Lawyers' pay too high, says CBI chief

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The Independent Online

The leader of the Confederation of British Industry yesterday attacked the high fees paid to young lawyers working in the City.

The leader of the Confederation of British Industry yesterday attacked the high fees paid to young lawyers working in the City.

Digby Jones, Director General of the CBI, claimed many solicitors with just one year's experience were being paid between £40,000 and £50,000.

He said the fees "were very very worrying" and represented "a real imbalance", with lawyers working on social issues earning much less.

His comments follow a move by two of the biggest City law firms to award annual pay increases to lawyers who have been qualified for six months.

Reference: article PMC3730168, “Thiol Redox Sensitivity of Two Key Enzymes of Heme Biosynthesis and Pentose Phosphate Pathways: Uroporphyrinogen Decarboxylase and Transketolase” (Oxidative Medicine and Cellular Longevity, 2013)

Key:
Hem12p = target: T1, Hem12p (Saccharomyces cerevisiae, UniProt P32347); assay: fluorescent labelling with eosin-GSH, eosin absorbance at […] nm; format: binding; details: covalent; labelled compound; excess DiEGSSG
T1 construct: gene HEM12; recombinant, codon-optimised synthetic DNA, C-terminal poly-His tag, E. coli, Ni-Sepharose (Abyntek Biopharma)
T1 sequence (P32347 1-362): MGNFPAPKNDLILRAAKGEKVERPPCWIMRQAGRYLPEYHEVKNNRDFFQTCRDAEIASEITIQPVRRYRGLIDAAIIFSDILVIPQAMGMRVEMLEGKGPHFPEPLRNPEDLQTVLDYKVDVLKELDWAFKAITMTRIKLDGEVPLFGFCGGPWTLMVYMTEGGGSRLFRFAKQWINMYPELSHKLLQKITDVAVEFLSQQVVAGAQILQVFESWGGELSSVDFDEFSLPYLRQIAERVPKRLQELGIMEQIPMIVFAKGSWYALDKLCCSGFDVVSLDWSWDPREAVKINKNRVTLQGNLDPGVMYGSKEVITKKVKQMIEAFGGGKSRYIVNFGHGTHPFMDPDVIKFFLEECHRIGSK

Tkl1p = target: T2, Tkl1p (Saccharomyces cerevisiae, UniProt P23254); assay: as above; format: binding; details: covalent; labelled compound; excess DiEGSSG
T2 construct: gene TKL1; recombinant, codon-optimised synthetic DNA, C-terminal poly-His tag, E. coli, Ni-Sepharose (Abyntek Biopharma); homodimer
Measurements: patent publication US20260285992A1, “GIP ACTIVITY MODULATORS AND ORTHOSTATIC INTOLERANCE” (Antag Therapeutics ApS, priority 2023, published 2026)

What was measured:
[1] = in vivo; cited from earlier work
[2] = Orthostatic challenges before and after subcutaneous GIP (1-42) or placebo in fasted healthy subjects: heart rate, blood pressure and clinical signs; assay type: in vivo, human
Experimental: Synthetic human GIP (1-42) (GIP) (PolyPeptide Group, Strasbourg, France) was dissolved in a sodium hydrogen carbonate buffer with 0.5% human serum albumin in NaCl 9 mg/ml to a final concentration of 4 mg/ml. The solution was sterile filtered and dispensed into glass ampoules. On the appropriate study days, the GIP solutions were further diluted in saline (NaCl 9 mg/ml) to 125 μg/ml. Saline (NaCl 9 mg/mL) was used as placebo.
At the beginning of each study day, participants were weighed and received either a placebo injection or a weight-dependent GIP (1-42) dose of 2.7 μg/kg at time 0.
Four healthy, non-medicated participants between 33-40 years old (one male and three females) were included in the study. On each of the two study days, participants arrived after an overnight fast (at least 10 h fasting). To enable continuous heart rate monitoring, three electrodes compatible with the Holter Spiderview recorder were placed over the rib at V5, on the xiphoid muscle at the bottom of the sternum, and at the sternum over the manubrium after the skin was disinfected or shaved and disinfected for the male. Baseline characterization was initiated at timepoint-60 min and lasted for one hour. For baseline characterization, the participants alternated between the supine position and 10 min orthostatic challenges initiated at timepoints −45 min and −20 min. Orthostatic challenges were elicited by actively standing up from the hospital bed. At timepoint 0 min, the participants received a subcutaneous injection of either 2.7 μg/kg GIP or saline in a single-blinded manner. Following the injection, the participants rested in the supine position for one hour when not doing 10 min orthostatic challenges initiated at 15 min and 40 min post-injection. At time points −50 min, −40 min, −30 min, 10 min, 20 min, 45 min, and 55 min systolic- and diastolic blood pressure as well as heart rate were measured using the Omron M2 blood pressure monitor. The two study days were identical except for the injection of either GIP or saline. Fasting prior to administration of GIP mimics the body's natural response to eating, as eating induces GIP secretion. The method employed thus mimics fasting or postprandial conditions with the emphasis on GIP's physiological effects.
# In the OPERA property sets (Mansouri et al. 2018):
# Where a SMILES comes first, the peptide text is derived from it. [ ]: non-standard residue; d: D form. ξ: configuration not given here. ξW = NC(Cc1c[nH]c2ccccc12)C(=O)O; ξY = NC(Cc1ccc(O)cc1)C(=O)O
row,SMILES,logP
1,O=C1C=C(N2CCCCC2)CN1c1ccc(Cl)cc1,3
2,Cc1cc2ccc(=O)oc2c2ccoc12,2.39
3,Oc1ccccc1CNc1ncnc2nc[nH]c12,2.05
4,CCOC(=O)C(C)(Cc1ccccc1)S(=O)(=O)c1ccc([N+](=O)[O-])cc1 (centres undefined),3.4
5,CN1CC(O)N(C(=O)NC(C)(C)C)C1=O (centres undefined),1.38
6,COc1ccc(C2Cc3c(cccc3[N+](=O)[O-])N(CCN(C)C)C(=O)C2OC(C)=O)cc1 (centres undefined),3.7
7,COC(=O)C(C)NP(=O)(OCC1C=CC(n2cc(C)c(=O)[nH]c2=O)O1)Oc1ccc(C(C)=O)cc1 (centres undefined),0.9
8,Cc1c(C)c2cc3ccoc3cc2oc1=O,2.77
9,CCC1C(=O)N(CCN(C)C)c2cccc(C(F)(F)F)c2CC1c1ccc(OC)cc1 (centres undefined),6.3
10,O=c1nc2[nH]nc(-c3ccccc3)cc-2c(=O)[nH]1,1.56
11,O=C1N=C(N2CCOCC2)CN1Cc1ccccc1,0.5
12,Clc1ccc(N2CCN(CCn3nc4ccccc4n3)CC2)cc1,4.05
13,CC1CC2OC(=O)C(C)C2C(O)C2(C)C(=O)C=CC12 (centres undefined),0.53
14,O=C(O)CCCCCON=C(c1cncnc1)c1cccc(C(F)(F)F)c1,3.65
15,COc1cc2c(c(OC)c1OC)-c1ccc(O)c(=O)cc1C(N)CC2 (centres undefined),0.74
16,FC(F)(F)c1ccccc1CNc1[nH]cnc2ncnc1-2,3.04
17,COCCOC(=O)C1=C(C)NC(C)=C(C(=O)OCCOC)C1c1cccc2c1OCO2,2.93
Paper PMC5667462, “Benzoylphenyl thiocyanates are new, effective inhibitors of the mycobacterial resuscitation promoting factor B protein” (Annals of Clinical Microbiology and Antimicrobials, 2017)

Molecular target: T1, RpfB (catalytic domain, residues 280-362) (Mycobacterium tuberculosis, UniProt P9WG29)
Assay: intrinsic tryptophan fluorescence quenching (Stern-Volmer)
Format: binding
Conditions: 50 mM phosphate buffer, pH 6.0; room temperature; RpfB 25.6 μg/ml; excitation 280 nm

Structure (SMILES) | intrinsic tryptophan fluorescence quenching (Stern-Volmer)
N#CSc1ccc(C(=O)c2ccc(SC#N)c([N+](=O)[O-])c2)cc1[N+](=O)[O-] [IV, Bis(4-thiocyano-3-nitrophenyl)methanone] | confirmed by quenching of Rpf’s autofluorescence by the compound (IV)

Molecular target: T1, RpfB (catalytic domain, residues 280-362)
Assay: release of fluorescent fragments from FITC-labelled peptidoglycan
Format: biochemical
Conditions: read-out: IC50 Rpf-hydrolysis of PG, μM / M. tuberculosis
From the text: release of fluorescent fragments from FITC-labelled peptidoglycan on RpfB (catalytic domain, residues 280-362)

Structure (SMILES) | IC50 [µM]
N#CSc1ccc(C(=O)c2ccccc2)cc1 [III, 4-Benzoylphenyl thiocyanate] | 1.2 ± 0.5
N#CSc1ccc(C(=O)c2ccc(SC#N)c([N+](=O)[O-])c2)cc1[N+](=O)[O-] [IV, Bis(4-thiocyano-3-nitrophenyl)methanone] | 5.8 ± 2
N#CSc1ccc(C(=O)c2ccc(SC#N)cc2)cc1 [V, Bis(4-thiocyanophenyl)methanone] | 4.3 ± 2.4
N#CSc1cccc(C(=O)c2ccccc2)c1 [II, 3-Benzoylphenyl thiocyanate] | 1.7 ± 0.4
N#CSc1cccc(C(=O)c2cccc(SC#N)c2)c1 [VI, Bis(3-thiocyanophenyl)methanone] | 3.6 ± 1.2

Allen & Overy and Linklaters & Alliance have both decided to award six-month qualified lawyers £45,000 salaries rising to £50,000 after one year's qualification.

Mr Jones, a solicitor and guest speaker at the Law Society's annual conference in London, said the imbalance between the high and low-paid lawyers had to be properly addressed. He called on leaders of the profession to remind Labour MPs in vulnerable constituencies that "access to justice" was an important issue for all their constituents. After the speech he said there was a genuine need to pay lawyers who work in the field of "social exclusion" a proper wage. The reason City law firms were paying such high wageswas the arrival of big American law practices offering much higher starting salaries.

He said partners did not deserve the "fat cat" label because many worked very long hours and risked their businesses if things went wrong.